5 things we can learn from Olympic Runners

If you are like me, you have probably been catching as much of the running Olympic Games action as you can. As I sat down to pen this Mo Farah has just defended his 5000m Olympic Gold medal, which he won in 2012 at the London Olympic Games.

Whether it be the track or the Marathon on the road, there is no end to inspiration from watching the world’s best, do what they are best in the world at doing-running fast.

While it can at time feel demoralising to watch these amazing athletes (Olympians) seemingly effortlessly run fast lap after fast, or post remarkable times-it can also be incredibly motivating. I find I just want to get my shoes on, push hard in training, and discover my running limits (withe the occasional commentator’s voice calling me every stride!).

But aside from the motivation and inspiration that the Olympic runners provide us with, they can also provide us with key learning and insights into what boosts running performance.

Here’s 5 learnings that we can talk from Olympic runners:

1. Running fast requires consistent training. In all cases Olympians best running form is found on the back of many constant years of training. I once heard Australian Marathon legend Steve Monaghetti say that running fast required him to run twice a day for 10 years-there was no luck, just genetic talent mixed with consistent work. While running fast is not just a function of volume and more volume, it is a function of running consistently.

2. Injury avoidance can be bolstered by there being no major reductions in running load through-out a running year. Olympians will typically take a most a week of two of reduced loading over the course of a year of running. In contrast many recreational runners, will take months off from running. What is interesting is that recent research into the role of load management on sports injuries, supports that keeping loads constant through-out a year can be injury protective. By comparison the cycle of complete rest with return to running that many recreational runners cycle through may in fact be problematic.

3. To run fast and avoid injury, runners need to perform some form of strength training regularly. As a physiotherapist I have long been a proponent of runners completing small amounts of strength training regularly throughout a week. This does not necessarily heading off to a gym, much of the exercise I prescribe can be completed inside of 10 minutes from home. The frequency of strength training exercises is proportionate to the distance a runner is completing in training; the more mileage, the more regular the exercises need to be.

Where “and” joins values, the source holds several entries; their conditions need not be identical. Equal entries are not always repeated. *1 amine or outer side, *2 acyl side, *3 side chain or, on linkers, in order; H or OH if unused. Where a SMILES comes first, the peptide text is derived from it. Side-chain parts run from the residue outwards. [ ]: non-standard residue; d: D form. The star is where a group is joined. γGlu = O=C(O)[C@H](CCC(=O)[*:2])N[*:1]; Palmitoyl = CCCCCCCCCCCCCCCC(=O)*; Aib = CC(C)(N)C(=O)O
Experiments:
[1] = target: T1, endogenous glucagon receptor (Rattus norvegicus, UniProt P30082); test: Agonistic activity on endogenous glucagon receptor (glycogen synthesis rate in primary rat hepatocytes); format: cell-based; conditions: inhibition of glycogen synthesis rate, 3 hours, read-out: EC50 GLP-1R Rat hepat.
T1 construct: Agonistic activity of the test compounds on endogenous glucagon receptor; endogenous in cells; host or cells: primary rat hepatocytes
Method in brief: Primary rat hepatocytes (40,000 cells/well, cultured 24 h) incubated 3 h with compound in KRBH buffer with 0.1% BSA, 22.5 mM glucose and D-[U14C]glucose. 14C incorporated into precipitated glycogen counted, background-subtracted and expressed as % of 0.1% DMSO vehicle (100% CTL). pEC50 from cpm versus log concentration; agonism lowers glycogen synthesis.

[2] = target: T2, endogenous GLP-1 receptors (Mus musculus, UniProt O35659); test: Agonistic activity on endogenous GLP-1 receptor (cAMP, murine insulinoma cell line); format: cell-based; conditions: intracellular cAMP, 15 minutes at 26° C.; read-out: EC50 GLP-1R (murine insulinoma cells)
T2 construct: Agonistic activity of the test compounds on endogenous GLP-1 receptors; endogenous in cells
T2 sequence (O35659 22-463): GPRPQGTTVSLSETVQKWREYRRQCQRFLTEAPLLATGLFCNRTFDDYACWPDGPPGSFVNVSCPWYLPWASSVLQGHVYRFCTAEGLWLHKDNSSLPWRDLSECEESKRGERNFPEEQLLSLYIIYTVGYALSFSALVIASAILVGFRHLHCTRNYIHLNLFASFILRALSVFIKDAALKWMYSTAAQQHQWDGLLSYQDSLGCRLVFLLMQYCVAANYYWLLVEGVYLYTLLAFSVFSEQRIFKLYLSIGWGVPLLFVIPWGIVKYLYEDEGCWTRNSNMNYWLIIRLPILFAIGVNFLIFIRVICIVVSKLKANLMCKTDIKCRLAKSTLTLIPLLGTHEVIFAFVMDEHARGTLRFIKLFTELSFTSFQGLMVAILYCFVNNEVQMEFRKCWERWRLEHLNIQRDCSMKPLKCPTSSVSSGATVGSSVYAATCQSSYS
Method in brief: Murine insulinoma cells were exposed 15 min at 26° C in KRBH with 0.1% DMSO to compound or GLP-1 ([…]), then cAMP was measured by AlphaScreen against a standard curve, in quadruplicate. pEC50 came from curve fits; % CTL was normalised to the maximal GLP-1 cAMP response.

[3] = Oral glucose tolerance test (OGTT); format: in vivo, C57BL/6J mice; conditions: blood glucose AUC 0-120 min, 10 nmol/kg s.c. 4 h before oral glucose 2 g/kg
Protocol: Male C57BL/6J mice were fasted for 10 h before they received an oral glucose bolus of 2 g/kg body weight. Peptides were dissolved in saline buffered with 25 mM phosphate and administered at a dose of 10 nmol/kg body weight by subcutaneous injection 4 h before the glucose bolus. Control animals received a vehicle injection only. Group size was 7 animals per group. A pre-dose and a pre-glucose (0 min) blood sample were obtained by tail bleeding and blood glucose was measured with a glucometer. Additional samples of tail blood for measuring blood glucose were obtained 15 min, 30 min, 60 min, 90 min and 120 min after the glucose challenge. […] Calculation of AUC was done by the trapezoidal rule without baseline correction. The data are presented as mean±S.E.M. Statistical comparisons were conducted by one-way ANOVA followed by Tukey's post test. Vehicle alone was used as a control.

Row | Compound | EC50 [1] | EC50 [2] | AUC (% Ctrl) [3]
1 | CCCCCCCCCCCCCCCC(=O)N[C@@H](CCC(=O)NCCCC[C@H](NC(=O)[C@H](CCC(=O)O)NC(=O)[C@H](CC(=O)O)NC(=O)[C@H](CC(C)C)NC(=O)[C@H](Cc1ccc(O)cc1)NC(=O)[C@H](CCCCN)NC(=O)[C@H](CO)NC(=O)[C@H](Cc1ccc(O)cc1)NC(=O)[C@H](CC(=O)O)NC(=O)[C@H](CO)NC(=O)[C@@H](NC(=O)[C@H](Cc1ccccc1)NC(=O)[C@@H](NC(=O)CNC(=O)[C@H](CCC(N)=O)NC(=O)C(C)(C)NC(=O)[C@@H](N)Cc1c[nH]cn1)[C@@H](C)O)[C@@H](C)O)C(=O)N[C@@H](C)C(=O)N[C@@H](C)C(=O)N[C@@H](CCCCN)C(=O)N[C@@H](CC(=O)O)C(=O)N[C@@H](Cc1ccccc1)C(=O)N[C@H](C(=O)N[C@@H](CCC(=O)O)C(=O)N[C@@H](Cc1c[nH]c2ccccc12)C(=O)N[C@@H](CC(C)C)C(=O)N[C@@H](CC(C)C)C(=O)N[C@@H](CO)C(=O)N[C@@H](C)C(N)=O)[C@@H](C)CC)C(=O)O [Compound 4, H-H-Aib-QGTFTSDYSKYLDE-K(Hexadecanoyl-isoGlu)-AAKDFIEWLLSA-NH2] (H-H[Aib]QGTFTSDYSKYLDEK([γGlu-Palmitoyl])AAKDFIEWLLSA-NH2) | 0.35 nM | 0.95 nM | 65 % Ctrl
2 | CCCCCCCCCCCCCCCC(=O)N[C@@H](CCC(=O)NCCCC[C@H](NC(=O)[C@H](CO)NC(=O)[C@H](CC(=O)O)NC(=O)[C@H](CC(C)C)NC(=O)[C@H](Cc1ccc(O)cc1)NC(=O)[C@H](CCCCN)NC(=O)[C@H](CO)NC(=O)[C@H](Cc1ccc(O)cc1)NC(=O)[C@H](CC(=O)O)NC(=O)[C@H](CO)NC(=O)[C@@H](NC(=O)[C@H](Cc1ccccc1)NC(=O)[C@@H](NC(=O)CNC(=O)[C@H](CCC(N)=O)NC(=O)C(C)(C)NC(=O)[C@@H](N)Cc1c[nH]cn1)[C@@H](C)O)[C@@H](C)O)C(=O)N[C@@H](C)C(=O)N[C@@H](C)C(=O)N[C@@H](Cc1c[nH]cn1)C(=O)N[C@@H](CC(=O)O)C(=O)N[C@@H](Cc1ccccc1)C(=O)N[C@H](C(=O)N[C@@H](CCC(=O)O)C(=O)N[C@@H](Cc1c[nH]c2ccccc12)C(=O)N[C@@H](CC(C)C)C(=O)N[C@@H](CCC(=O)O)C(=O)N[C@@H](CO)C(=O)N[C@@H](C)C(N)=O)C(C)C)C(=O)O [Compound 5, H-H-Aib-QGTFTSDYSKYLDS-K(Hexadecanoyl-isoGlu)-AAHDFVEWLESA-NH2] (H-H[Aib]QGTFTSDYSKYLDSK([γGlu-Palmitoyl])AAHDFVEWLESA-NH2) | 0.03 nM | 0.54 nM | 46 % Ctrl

4. Olympic runners avoid training fatigued. This is a key difference between professional athletes and recreational runners who are training and holding down work and often times family duties. As a recreational runner still seeking my best performances across the marathon distance, juggling running a busy physiotherapy practice (POGO Physio), and a growing family (now two girls), I find getting the ideal rest between sessions incredibly tricky. For example running fatigued can increase the impact forces with hip adduction during the stance phase of running, increasing the likelihood of developing ITB and knee injury.

5. Olympic runners pay attention to their coaches. Accountability helps anyone looking to improve performance. You will always hear a successful Olympic runner pay homage to their support crew, quite often beginning with their coach. If you are a recreational runner void of a coach or program, yet you are looking to improve your running performance, now may be the time to look for coach and discover your new limits.

All the very best with your running!

Brad Beer

Physiotherapist

Founder POGO Physio

Author Amazon Running & Jogging Bestseller ‘You CAN Run Pain Free!

P.S recentlly caught up with one of Australia’s greatets ever mens runners Craig Mottram on my podcast-to enjoy the episode click HERE>>